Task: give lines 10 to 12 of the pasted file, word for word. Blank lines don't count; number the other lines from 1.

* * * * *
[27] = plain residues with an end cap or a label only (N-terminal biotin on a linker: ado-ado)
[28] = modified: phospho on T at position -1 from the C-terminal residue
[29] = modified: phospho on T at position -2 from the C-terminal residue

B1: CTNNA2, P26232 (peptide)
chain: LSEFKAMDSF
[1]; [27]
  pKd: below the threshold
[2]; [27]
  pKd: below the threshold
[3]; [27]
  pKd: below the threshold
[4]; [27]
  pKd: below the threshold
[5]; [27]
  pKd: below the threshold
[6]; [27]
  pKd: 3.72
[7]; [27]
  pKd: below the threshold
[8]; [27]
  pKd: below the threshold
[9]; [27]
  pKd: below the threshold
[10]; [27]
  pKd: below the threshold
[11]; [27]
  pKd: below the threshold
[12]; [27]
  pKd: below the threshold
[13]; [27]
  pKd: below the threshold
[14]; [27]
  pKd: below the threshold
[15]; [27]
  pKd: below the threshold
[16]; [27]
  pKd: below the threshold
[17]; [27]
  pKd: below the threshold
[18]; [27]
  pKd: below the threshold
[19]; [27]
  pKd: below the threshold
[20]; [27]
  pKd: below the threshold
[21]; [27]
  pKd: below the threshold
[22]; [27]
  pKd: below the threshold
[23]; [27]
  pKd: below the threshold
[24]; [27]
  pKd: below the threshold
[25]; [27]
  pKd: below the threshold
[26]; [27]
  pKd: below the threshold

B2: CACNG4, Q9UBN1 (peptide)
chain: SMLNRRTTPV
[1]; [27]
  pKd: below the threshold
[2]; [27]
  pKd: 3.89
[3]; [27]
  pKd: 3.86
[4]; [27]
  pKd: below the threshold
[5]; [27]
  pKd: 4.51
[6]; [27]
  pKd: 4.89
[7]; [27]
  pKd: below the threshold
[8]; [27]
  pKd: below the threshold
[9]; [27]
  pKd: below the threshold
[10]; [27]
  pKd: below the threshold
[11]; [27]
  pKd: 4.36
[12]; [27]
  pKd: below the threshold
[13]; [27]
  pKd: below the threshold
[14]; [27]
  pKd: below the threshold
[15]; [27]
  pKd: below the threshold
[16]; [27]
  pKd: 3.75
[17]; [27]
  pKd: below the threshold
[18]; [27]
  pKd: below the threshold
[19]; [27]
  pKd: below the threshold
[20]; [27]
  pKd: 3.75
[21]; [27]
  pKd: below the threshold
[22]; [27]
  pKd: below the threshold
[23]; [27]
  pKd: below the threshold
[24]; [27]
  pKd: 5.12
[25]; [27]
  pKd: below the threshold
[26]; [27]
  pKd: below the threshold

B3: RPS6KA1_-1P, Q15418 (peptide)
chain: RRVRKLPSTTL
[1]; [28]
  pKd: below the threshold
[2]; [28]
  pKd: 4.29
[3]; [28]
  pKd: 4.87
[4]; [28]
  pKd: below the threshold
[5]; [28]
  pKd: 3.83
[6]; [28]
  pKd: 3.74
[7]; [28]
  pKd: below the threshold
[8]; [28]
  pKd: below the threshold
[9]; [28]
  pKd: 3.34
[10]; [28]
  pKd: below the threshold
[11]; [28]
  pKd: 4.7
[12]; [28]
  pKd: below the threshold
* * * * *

[3]; [27]
  pKd: below the threshold
[4]; [27]